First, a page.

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I am working on a project that is very interesting to me, but I am unsure about whether the research question has been asked before. What is the best way to find out if my research question has already been answered before?

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    Your advisor could give you pointers on how to do a literature search in your area. If you have no advisor, try a research librarian. If you have no research library, well ... maybe some of the youngsters here know something about how to do it.
    – GEdgar
    Oct 5 '16 at 23:11
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    You might take keywords from your topic and start searching places like google scholar and acm. Oct 5 '16 at 23:19
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    No, you can never know. Fortunately, nobody expects you to be certain; they only expect due diligence.
    – JeffE
    Oct 6 '16 at 11:45
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I am going though the dissertation process myself, and have discovered that your advisor is always the best way to go. In theory, your advisor is an expert in the field, and ought to be current with the literature in the field he is guiding you through. Your committee also has this job. Trust them - if you publish on something that's already out there, their reputations as cutting-edge researchers would be on the line.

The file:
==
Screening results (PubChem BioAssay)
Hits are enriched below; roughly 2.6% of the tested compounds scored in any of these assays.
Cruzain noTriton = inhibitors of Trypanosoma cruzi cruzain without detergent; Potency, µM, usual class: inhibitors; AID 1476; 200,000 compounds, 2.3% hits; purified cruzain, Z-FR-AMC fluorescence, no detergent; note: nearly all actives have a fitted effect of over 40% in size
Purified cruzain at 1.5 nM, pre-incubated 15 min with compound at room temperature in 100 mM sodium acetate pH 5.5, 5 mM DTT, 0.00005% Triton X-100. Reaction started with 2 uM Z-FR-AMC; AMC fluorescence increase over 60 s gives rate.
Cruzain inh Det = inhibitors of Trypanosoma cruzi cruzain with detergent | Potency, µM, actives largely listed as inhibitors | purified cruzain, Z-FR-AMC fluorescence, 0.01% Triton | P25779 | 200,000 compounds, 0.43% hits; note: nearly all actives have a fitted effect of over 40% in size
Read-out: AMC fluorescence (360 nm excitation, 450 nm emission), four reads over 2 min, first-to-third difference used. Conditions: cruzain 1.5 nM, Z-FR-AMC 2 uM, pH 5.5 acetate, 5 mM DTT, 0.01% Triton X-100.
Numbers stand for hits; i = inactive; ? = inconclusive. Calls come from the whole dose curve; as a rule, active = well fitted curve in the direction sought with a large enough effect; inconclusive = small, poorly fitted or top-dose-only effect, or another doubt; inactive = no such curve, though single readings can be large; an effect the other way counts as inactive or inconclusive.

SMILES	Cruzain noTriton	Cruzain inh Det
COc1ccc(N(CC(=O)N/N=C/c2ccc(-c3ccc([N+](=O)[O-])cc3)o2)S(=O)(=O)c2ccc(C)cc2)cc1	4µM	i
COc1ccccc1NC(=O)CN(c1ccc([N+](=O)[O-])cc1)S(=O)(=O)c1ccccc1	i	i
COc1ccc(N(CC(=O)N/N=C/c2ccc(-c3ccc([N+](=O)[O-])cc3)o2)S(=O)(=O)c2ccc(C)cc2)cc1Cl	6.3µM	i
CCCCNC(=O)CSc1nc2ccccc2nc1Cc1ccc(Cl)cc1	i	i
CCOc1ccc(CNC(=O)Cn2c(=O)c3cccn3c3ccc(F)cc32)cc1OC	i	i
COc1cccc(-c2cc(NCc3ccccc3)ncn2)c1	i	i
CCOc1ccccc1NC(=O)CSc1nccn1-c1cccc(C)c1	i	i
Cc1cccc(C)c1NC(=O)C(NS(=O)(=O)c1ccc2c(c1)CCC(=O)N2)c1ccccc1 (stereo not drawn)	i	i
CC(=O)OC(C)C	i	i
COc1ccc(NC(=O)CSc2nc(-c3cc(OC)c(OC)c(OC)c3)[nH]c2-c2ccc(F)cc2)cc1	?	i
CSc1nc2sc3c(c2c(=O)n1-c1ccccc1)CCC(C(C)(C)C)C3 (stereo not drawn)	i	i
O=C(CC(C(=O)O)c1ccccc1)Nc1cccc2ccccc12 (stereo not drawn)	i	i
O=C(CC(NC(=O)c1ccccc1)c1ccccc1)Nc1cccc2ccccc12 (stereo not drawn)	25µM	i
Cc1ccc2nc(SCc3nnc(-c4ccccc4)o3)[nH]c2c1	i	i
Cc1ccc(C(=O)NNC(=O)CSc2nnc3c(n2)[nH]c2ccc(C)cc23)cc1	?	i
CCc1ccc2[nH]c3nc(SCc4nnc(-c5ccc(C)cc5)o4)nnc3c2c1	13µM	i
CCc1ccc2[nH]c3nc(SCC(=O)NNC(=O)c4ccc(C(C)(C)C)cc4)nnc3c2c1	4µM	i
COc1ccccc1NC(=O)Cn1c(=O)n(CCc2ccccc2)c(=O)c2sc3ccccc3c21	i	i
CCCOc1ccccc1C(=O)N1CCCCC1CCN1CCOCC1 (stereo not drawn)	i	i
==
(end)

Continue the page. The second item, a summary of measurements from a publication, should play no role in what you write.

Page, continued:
Still, your advisor and committee are human, and part of the job to make sure your topic hasn't been hijacked already is yours. In my case, being primarily a teacher, research isn't my forte, and my advisor is close to retirement; this meant that we discovered very late that the problem I had been attacking for my dissertation is in literature under a topic name unknown to either of us nor to my committee (compressed sensing). Even after having found my topic addressed, major open questions still remained, and some approaches I had may still be considered original. In short, the point here would be to keep looking in every corner even after you've picked a topic and started writing. The most sure way to "look in every corner" would be to find the most inspiring research papers you're using for a project and check to see who has referenced them, and check to see who has referenced the papers these works themselves referenced.

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